This article is based on a presentation given by Rachel Nulman-Schapiro at the Product Marketing Summit in Tel Aviv. Catch up on this presentation, and others, using our OnDemand service. For more exclusive content, visit your membership dashboard.

Before I say anything about our topic for today, let’s take a moment to appreciate the titles for this article that didn't make the cut:

  • Demo like you mean it
  • Demo, drugs, and rock and roll
  • Demo or die 
  • Demo-cracy (my personal favorite)
  • Demo-lishing doubts
  • SaaS demos that suck: The art of not impressing anyone (another favorite) 

I chose this topic because demos are core to product marketing’s role as in-house storytellers. When I think about product marketing, I see a team of storytellers bringing products to life with contagious enthusiasm. We’re the ones with a sparkle in our eyes as we talk about our products.

So, in this article, I’ll share tips for nailing your next big demo. I’ll cover suggestions for setting the stage beforehand, best practices for showtime, tips on sales enablement, and some miscellaneous, yet valuable, lessons I've learned throughout my career. 

Some of these lessons were learned the hard way, but they're all part of the journey. 

Setting the stage

If you know a demo is on the calendar, you can take some steps in advance to ace it. Let’s dive into some of those steps.

Tip one: Create a believable demo account

Numero uno (and this applies equally to sales teams prepping demos): Ensure your demo environment looks legit. Nothing torpedoes a demo faster than a janky test account. Bad or fake data distracts viewers and prevents them from engaging with your narrative.

Instead, populate accounts with realistic customer profiles: Believable (fake) names, photos, contact info, and messages in coherent languages. This level of fidelity helps prospects relate to the use case and follow the story. No one wants to squint at “Lorem Ipsum” placeholders while you’re making a business case around personalized experiences!

Tip two: Have a game plan

Second, don’t just wing it. Map out the key functionality you’ll cover to illustrate a realistic use case. While you don’t need to script everything word-for-word, understand the logical flow and story arc, and customize your demo according to the industry or interests of the audience. I like sending myself emails or notifications during demos to showcase certain features in situ.

If others will be on the call, coordinate with them so you don’t step on each other’s toes. Make sure everyone understands their role and responsibilities to present a united front. 

Most importantly, be sure to guide viewers along a coherent narrative that builds context and allows them to connect the dots. Disjointed demos that jump around confuse people and make them lose interest.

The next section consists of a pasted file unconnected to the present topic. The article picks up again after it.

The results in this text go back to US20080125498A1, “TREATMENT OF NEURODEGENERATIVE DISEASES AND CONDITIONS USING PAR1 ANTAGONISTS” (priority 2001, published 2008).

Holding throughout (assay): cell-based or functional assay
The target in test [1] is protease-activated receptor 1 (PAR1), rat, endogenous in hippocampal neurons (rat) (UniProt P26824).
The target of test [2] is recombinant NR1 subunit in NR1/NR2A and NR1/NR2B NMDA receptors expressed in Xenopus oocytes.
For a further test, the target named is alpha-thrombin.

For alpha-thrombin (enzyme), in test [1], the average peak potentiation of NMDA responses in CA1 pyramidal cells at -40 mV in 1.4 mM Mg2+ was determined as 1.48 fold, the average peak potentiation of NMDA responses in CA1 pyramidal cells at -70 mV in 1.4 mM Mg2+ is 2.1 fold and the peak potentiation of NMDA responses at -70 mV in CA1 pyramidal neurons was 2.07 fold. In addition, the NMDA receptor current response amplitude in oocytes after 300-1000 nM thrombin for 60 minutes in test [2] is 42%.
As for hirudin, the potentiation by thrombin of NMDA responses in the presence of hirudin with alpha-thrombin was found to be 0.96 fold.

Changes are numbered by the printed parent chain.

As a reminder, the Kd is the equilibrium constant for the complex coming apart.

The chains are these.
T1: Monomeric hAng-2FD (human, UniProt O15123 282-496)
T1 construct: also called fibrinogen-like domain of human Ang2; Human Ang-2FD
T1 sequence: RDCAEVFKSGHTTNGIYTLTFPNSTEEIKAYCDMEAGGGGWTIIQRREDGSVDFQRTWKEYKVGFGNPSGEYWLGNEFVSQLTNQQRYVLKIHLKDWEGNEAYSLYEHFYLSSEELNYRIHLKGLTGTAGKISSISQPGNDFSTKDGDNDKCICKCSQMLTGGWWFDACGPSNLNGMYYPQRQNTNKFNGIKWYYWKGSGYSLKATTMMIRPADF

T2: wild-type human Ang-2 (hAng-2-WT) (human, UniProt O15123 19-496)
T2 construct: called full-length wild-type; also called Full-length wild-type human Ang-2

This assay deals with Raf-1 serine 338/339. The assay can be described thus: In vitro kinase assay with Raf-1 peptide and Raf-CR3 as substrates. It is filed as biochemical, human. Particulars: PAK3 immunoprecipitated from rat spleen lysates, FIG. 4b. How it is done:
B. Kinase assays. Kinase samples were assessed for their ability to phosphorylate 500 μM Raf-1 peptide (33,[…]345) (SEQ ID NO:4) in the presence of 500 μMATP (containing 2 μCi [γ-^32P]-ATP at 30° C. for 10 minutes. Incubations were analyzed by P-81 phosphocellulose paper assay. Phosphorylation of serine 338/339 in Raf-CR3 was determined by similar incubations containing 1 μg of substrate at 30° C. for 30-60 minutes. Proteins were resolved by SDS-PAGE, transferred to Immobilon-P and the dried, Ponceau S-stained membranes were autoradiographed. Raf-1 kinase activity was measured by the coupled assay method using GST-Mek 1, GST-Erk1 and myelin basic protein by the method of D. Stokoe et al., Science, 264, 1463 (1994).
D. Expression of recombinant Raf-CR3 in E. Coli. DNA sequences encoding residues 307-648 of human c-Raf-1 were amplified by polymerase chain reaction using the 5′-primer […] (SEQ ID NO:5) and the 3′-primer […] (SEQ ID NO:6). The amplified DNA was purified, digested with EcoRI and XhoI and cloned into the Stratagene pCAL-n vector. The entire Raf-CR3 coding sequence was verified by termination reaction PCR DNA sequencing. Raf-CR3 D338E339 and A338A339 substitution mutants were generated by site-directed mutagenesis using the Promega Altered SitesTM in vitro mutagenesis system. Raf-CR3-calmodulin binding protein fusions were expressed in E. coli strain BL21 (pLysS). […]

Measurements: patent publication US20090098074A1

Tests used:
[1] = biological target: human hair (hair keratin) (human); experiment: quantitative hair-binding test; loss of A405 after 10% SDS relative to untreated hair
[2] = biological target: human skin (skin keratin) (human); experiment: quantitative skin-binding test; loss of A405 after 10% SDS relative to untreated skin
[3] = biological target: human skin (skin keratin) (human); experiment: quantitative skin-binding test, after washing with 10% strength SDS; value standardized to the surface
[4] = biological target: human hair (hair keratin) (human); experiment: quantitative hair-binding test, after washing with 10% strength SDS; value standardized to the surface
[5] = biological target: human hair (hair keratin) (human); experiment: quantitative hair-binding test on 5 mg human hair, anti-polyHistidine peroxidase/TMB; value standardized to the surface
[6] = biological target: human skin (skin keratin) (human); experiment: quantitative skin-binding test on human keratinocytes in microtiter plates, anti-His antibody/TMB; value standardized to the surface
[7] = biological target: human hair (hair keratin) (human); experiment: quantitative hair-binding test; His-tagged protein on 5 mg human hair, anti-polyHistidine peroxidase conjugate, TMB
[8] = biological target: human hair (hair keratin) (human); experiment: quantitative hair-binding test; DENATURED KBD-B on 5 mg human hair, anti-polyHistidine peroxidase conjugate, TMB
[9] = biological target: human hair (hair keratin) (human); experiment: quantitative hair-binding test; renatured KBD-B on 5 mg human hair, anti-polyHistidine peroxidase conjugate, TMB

Tip three: Provide context

Depending on the product, you might want to consider starting with a slide or two providing a high-level architecture overview. Since you likely won’t cover every module and capability in depth, this orients viewers to the full landscape. It also manages expectations about what you’ll focus on during the demo itself. Think of it as setting the stage.

Introducing the target users and their pain points is also hugely valuable for providing context. Especially if the prospect isn’t the end user, explain who specifically stands to benefit and why. Illustrate the ideal customer profile to show precisely how your product delivers value. A few slides upfront explaining the “who” and “why” make the “what” and “how” of your demo resonate that much more.

Tip four: Clean up

Allow me to issue a public service announcement: Clean up your desktop before the demo! 

Picture this: A browser cluttered with tabs. I've seen it during demos, and it's distracting. I find myself wondering about the open tabs and apps. It's intriguing, sure, but not what you want your audience to focus on. So, painful as it may be, close those extra tabs. Keep just one window open, and consider your computer's bandwidth.

Here's a lesson I've learned the hard way and it's written in blood: Restart your PC before the demo. Ensure all updates are completed. Trust me, nothing is more embarrassing than having to restart your computer mid-demo, apologizing profusely to your audience. It's a simple step, but a crucial one.

Another important tip, learned through many burns, is to always snooze Slack alerts or any other notifications while sharing your screen. This is a good practice not just for demos, but for any screen-sharing situation. It helps you maintain focus and professionalism during your presentation.


Alright, we've covered pre-demo prep, so now let's dive into the demo itself. This is all about delivering an engaging presentation.